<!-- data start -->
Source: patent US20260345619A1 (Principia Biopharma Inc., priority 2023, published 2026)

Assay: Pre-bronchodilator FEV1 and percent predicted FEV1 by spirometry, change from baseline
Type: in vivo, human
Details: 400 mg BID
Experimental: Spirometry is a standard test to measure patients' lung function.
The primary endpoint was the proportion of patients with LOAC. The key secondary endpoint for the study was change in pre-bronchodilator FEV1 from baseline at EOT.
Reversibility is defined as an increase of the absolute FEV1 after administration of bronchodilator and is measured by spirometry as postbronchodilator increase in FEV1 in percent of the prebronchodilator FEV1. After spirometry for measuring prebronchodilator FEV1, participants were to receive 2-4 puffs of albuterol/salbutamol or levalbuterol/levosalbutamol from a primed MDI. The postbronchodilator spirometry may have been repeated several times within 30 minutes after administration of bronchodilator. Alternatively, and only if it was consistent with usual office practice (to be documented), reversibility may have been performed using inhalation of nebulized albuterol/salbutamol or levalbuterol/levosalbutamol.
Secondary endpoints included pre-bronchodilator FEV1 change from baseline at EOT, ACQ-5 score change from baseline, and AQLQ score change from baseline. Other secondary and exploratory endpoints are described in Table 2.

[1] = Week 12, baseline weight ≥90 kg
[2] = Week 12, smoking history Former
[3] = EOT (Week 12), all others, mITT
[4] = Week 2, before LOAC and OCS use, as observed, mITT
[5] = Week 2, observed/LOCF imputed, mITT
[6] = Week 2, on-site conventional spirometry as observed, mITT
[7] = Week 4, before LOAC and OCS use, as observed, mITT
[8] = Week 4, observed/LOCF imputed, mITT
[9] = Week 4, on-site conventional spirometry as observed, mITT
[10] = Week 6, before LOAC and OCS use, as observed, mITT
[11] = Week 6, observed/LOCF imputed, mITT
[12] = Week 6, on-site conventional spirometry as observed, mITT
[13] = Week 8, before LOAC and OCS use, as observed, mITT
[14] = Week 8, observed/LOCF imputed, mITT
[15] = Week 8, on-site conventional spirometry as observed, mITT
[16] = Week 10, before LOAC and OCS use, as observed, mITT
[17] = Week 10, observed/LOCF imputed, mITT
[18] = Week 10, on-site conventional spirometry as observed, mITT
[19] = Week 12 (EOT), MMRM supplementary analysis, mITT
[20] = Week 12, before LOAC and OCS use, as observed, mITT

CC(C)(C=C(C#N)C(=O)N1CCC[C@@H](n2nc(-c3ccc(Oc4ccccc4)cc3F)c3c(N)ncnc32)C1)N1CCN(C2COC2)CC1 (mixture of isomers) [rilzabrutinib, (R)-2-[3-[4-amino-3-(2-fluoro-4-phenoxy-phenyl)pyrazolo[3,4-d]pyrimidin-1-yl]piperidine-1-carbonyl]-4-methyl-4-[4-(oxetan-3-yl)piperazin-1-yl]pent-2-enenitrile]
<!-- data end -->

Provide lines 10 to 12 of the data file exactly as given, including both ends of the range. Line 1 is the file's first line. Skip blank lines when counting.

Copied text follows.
[2] = Week 12, smoking history Former
[3] = EOT (Week 12), all others, mITT
[4] = Week 2, before LOAC and OCS use, as observed, mITT